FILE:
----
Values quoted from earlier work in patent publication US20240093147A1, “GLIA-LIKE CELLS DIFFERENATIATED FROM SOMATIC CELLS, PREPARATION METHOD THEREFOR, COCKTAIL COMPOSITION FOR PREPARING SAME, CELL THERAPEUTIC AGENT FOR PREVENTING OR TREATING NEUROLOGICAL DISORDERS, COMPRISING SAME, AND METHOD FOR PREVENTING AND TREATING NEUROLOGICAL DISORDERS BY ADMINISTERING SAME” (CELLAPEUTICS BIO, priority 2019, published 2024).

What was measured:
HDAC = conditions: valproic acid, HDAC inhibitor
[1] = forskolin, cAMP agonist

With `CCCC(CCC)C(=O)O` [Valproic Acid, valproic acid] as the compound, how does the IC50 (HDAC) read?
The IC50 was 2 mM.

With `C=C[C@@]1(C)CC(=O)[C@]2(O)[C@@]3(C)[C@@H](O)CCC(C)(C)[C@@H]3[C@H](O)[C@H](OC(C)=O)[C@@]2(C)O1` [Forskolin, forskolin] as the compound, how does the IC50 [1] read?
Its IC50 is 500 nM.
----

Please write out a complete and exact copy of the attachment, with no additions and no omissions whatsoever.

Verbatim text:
Values quoted from earlier work in patent publication US20240093147A1, “GLIA-LIKE CELLS DIFFERENATIATED FROM SOMATIC CELLS, PREPARATION METHOD THEREFOR, COCKTAIL COMPOSITION FOR PREPARING SAME, CELL THERAPEUTIC AGENT FOR PREVENTING OR TREATING NEUROLOGICAL DISORDERS, COMPRISING SAME, AND METHOD FOR PREVENTING AND TREATING NEUROLOGICAL DISORDERS BY ADMINISTERING SAME” (CELLAPEUTICS BIO, priority 2019, published 2024).

What was measured:
HDAC = conditions: valproic acid, HDAC inhibitor
[1] = forskolin, cAMP agonist

With `CCCC(CCC)C(=O)O` [Valproic Acid, valproic acid] as the compound, how does the IC50 (HDAC) read?
The IC50 was 2 mM.

With `C=C[C@@]1(C)CC(=O)[C@]2(O)[C@@]3(C)[C@@H](O)CCC(C)(C)[C@@H]3[C@H](O)[C@H](OC(C)=O)[C@@]2(C)O1` [Forskolin, forskolin] as the compound, how does the IC50 [1] read?
Its IC50 is 500 nM.